How to module and function with Powershell

For first timer, like me, in Powershell this could be a starting point for quite serious developing. Just to know: Powershell previously was made for Windows automation tasks and was used with VMware modules to automate vSphere, vRA, NSX (and many other) environments. Now this shell is available for Mac and Linux; check this for further info and installation (https://github.com/PowerShell/PowerShell).

It’s easy to automate using a single main flow:the execution starts from the first line and ends to end of the file. In this way all module should be invoked at the top of the file and a kind of result must be showed in the end or in the middle depending on conditional flows and/or what you’re reaching during execution.

But what happens when your are executing the same set of actions with a change of some variables? In every beginner programming guide there’s written: << you should use a function >>

The function construct

This is a standard template that could be used to build a function in many implementations:

 

There are 3 main parts:

  1. params: 0…more variables that could be used in the code execution. All of these are not available for other function or in the main stream
  2. process: the main code
  3. the return-s

 

You could call this function in 2 ways:

  • Using param position: Myfunction “one” “two”
  • Specifying every param, in this case the order in declaration doesn’t matter: Myfunction -sTwo “two” -sOne “one”

In some cases it could happens to pass a type of variable that is different from the type required in the function… don’t worry! variable casting is performing at param level.

 

The function callback… nightmare

Ok now let’s see what happens in this function:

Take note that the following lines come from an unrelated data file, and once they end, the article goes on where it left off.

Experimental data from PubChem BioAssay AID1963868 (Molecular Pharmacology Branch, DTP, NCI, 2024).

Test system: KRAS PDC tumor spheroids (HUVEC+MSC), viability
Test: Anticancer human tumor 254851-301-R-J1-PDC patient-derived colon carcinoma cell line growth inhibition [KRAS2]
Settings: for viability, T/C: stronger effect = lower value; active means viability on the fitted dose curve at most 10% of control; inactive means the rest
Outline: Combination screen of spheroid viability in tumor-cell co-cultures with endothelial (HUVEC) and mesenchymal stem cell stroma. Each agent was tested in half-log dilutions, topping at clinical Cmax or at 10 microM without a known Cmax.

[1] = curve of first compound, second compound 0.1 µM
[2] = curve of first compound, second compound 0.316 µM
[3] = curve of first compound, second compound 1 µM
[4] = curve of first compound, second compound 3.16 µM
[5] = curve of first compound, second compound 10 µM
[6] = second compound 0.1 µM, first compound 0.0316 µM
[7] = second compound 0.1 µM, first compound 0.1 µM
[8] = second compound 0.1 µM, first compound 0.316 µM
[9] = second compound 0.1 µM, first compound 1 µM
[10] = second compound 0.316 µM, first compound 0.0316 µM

Output:

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Oh my gosh! all of echoed string in the output? Ok let’s go further:

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Ok all of the echoed will join the return in array form:

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If you wish to write a debug string during function execution you should use Write-Host:

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Writing a module

A module is the good way to distribute your code across systems, user, … The abstraction and the documentation must be at the highest possible level because, the nature of the module is to distribute an implementation for general purpose. Well! let’s se a simple module construct:

The file extension of a Powershell module must be “.psm1” and could be invoked in a ps1 file or in the shell with the command ImportModule:

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NOTE: if your developing and testing in the module, be sure you unload and re-import the module. Otherwise, new changes are not available until you correctly remove module from memory (the Import-Module skip additional import with the same module to avoid the duplication in memory).